ALS stands for amyotrophic lateral sclerosis. It is also sometimes called Lou Gehrig’s disease after a famous baseball player who once suffered from ALS. Because the risk of ALS increases with age (most people get it between their 40s and late 60s), it’s important for caregivers of older adults to understand the symptoms of the disease, particularly if you are caring for someone with ALS. When you know the symptoms and are prepared for them, you will be more prepared to deal with them as they occur.
ALS is a progressive disease. The initial symptoms are mild, but things get worse as time goes on. Many times, the symptoms start on one side of the body. Later, almost all the muscles that are in the person’s control are impacted. Some of the early symptoms may include:
- Stumbling when walking.
- Dropping items frequently.
- A feeling of weakness in the lower limbs.
- Changes in speech, such as slurring words.
- Difficulty swallowing.
- Cramping muscles.
- Trouble holding the head up.
- Stiff muscles.
Symptoms that may appear in the later stages of ALS are:
Weaker muscles and a decrease in muscle mass.
Chewing and swallowing problems that get worse, which may cause choking.
Speech that is so severely impacted others have a hard time understanding it.
Unfortunately, there is no cure for ALS. However, there are ways to manage life with the symptoms. Doctors usually recommend that patients begin therapy to keep muscles strong for as long as possible and learn new ways to deal with the disease. Doctors may suggest the following kinds of therapy:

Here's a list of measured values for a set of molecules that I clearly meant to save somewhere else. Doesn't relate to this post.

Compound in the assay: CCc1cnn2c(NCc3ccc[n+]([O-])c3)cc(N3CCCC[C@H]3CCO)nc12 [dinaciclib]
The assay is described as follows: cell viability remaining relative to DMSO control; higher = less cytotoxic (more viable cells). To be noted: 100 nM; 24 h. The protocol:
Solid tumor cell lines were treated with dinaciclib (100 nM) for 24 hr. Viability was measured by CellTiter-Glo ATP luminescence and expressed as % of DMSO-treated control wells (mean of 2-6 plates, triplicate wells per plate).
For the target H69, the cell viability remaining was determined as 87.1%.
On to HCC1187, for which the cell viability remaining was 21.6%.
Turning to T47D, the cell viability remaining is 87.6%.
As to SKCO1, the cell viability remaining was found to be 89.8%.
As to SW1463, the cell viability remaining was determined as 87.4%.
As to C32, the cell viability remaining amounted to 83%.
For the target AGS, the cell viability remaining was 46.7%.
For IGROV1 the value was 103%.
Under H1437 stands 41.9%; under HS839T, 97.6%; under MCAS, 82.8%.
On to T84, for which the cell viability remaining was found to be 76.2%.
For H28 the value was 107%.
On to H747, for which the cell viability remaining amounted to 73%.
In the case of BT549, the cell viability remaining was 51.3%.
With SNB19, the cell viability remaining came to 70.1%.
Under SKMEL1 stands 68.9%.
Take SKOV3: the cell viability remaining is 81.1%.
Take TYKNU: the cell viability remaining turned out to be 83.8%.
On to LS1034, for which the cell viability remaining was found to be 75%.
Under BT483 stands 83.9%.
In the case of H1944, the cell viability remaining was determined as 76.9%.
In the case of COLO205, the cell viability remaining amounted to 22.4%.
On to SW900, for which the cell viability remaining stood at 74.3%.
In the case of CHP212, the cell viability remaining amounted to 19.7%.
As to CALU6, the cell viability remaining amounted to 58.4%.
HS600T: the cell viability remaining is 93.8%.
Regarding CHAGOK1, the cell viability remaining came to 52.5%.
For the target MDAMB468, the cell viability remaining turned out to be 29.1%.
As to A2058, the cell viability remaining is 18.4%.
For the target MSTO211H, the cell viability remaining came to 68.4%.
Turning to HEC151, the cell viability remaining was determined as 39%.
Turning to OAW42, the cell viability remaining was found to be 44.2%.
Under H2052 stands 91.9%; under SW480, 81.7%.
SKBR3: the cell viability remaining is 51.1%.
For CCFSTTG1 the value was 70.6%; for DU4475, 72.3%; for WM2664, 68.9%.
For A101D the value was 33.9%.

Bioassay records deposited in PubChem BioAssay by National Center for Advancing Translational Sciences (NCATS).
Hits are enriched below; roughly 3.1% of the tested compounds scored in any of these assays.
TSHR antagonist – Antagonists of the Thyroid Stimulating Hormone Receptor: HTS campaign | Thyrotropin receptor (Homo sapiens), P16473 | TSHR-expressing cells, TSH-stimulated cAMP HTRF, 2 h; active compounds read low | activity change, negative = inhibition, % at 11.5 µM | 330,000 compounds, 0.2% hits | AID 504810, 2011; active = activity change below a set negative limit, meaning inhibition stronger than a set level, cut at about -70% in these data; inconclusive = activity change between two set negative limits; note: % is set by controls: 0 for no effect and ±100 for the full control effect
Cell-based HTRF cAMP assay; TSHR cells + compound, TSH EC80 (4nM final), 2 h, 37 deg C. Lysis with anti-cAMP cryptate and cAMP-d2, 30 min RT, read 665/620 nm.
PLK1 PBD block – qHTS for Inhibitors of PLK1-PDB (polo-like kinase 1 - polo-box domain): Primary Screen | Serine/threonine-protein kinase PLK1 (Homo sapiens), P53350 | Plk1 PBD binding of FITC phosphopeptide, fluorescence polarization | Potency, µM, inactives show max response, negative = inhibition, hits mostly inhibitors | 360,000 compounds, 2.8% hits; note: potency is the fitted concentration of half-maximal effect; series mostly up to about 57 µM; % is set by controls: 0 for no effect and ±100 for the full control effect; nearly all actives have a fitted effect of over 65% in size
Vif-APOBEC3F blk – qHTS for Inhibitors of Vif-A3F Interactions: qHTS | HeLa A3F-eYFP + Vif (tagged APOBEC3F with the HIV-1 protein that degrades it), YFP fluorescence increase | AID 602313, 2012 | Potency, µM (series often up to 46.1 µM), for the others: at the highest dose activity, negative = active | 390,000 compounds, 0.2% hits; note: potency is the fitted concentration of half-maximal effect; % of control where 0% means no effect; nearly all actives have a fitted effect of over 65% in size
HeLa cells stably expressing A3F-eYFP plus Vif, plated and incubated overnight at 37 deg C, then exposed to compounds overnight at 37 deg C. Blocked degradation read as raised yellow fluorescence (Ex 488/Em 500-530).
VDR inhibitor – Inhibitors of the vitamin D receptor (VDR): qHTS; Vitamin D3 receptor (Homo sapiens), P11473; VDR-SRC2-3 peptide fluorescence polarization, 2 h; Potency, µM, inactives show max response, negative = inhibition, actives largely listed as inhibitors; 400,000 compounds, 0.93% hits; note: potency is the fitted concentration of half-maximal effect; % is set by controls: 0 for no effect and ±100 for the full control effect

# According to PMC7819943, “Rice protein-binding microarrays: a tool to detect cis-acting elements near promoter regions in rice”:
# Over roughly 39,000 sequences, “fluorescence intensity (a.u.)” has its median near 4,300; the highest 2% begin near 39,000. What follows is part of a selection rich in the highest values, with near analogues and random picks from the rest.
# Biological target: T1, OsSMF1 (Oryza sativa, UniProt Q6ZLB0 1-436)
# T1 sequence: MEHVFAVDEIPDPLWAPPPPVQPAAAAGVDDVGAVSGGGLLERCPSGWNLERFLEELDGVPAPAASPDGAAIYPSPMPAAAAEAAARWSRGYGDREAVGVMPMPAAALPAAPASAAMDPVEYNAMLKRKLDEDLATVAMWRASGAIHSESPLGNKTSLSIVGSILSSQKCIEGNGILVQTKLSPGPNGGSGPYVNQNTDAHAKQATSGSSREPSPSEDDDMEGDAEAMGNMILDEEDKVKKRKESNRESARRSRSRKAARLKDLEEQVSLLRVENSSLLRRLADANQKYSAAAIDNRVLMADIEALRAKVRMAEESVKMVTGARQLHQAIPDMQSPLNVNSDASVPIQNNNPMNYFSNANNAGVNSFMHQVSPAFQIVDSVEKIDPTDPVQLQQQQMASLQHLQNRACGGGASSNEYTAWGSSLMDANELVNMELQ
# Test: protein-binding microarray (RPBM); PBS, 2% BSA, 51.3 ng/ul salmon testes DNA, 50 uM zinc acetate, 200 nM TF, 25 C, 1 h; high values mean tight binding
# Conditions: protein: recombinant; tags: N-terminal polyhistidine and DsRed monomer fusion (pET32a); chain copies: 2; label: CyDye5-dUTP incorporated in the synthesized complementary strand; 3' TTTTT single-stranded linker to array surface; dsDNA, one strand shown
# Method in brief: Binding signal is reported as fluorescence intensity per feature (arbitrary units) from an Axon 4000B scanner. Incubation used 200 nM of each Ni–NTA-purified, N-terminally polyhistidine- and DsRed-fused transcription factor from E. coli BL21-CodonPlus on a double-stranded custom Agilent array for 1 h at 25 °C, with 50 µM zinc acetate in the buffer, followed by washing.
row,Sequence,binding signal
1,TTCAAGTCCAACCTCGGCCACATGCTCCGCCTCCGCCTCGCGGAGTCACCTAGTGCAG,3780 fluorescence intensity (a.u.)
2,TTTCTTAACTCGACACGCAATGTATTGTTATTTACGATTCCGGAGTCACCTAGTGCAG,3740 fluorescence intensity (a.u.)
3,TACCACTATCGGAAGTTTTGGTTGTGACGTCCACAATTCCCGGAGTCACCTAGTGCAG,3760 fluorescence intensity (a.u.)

-Physical: A physical therapist will work to strengthen and maintain large muscles used for actions like standing, reaching, and walking.
-Occupational: An occupational therapist works with the small muscles needed for fine motor control, such as those in the hands. They help people with ALS to find new ways and new tools that allow the senior to continue being as independent as possible.
-Speech: In addition to helping with speech problems, a speech therapist will also help with swallowing problems.
There are also many tools and devices that can help people with ALS, such as motorized wheelchairs and devices to assist with communication.
While therapy and tools can certainly be an important part of living as full a life as possible with ALS, your older family member will also require a lot of help from others. Eventually, they will need round-the-clock care. Senior care providers can assist with your older family member’s care. Senior care providers can help them to dress, bathe, and use the toilet. They can also prepare meals and clean the house. In addition, a senior care provider can offer comfort and companionship, an important part of keeping the older adult’s spirits up.